Senate Report Calls for National Effort to Combat Obesity

March 2016

A new Senate report titled “Obesity in Canada,” released on March 1, calls for a national campaign to combat the “obesity crisis in this country.” Its 21 recommendations range across topics such as food labelling, physician training, financial incentives and public awareness targeting healthy eating and physical activity.                                                                                      

Frans Leenen, MD, PhD, FRCPC, FAHA
Frans Leenen, MD, PhD, FRCPC, FAHA

While much media coverage has focused narrowly on the recommendation to increase taxes on sweetened beverages, Frans Leenen, MD, PhD, FRCPC, FAHA, Director of the Hypertension Unit at the Ottawa Heart Institute, welcomed the report.

“An official acknowledgement of the problem is obviously an important starting point,” said Dr. Leenen. “Obesity has an enormous impact on a number of diseases—not just heart disease, but also diabetes, cancer and other conditions.”

With Heart Institute colleagues, Dr. Leenen co-authored a landmark survey of obesity and hypertension in Ontario that found that two thirds of adults and one third of children are obese or overweight.

According to the Senate report, this crisis in obesity is costing Canada between $4.6 billion and $7.1 billion annually in health care and lost productivity. In fact, the average size and weight of Canadians has grown over the last several decades (see infographic below).

“It’s not that the population has lost their will power. It’s that the environment has changed,” Dr. Leenen explained. “Portions have increased in size. As the report says, the average daily calorie intake has gone up by about 250 calories. That may not sound like a lot, but over years, that adds up to quite a few pounds. In parallel, over the same time, the amount of physical activity for many has gone down.”

The rate of obesity in Canada continues to rise as the population gets heavier
Click to enlarge

The environment we live in encourages and promotes unhealthy foods in a variety of ways. In many cases, unhealthy food is less expensive and more easily available. At the same time, work situations often discourage physical activity and the layout of urban areas makes driving the most attractive or only option.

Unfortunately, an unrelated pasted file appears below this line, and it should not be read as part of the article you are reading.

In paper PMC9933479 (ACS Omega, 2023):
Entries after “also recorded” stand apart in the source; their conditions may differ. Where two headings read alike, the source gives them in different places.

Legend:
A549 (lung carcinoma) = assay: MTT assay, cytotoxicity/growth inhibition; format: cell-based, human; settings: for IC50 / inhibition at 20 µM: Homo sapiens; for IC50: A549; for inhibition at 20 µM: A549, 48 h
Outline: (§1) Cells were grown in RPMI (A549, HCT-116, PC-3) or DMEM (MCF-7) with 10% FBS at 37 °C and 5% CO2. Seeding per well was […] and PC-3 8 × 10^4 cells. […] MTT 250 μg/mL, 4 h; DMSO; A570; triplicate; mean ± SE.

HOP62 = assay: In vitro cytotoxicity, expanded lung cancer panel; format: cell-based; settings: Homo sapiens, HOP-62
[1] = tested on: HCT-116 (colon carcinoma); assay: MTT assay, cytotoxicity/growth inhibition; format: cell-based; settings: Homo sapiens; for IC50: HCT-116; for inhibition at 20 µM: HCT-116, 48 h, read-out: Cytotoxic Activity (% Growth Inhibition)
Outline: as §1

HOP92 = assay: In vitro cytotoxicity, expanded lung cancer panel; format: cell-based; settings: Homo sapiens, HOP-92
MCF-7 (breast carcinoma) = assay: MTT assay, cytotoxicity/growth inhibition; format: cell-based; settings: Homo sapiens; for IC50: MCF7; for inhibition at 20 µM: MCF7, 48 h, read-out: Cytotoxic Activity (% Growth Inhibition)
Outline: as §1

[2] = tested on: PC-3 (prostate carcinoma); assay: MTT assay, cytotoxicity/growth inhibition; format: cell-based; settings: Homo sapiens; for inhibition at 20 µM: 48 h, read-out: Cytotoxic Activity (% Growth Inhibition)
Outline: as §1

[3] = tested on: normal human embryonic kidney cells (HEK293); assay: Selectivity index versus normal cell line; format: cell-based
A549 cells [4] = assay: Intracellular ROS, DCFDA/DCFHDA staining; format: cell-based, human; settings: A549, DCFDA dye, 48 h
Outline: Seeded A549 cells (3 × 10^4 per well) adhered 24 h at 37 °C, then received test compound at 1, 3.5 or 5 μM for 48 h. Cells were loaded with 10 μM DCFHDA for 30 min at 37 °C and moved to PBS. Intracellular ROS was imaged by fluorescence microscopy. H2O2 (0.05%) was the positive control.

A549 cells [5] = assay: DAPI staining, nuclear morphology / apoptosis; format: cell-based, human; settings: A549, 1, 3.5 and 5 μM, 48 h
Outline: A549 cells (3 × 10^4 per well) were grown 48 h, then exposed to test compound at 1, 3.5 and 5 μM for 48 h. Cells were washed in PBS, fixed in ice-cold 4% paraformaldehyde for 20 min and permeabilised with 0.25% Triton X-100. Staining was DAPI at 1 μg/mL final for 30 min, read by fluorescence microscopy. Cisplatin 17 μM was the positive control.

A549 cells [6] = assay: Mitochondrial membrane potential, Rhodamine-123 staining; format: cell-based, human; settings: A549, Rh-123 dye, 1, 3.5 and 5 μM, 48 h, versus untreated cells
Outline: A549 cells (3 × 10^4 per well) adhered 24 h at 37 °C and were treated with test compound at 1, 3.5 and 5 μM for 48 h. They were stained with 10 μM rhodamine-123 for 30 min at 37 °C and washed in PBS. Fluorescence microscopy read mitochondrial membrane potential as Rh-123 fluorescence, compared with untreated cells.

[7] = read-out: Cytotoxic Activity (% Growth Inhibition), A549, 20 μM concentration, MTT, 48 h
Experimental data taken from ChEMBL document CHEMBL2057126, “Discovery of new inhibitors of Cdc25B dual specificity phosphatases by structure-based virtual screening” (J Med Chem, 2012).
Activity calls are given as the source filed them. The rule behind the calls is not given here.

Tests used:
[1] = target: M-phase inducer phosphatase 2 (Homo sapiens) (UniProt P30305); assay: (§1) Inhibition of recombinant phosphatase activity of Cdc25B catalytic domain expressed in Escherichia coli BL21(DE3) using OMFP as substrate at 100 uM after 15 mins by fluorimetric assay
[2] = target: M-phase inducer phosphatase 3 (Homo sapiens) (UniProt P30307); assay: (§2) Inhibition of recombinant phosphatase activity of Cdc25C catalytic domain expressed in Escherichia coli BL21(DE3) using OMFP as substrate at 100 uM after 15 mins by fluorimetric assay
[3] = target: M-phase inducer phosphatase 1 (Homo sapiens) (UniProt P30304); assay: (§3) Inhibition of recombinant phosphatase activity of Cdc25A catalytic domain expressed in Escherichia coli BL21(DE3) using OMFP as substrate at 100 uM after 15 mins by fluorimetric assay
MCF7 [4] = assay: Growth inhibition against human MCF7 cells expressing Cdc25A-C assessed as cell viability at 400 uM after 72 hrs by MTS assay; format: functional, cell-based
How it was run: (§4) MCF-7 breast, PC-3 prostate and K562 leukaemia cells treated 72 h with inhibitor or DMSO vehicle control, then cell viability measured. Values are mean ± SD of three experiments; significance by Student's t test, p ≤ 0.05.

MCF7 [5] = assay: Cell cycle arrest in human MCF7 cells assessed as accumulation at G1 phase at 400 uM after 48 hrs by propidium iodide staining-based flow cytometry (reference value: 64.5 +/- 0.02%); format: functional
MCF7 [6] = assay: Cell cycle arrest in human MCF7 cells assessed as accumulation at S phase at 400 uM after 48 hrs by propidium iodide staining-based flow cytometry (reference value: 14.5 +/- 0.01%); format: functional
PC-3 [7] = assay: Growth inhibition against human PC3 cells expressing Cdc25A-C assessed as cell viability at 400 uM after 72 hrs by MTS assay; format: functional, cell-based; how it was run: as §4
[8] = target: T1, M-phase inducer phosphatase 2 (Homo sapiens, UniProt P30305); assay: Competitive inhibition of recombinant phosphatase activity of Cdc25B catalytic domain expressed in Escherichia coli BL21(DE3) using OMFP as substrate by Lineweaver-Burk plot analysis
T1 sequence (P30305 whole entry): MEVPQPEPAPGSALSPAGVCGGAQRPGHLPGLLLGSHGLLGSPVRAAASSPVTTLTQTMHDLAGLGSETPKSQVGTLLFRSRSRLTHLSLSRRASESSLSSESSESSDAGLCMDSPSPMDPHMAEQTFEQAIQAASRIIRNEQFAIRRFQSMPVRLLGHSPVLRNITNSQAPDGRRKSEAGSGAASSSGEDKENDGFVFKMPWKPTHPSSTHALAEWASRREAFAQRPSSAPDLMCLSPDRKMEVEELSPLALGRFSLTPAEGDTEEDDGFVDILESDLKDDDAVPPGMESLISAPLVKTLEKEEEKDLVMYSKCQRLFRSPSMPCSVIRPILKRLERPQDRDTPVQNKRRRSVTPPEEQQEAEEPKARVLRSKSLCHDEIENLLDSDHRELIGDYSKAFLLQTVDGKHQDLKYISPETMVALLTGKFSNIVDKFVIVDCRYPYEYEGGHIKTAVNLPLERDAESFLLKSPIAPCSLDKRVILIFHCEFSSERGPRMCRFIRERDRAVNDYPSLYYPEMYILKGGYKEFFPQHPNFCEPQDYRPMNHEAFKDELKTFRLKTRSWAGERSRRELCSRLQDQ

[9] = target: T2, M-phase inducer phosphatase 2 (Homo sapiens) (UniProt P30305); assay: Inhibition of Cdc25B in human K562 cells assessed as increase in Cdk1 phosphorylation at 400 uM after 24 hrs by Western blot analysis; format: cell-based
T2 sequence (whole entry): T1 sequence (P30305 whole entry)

Dr. Leenen applauded the report’s broad-based recommendations: “I think it is very sensible. The important thing is to implement simple strategies to make it easier for people to make healthier choices.”

“We need a multipronged approach similar to what has been done with smoking,” he said. “In the past, everyone would smoke. It was an accepted thing to do. Now smoking is no longer accepted in most situations. That’s something we need to change for unhealthy eating as well.”

As with quitting smoking, the reversal of obesity is very difficult. He stressed that there should be an emphasis on preventing weight gain in the first place.

“Schools, government buildings and hospitals shouldn’t be selling unhealthy foods such as sugary drinks. They shouldn’t be an option. And these public buildings should be more user friendly in terms of physical activity,” he continued. “In addition, we need to re-examine cutbacks that have been made to physical education in schools.”

“I like the fact that they address food labelling. The Senate replacte indicate that his needs to be simplified. It takes too much time for people to see if a product is a healthy choice or not, if at all.” Dr. Leenen pointed to England’s simple green-yellow-red labelling system as a good example.

“There are foods that are clearly healthy and foods that are clearly not healthy. Those are the places to start. We need to look at ways to make healthy food more affordable, not simply tax unhealthy options. This would help to encourage people in the right direction.”

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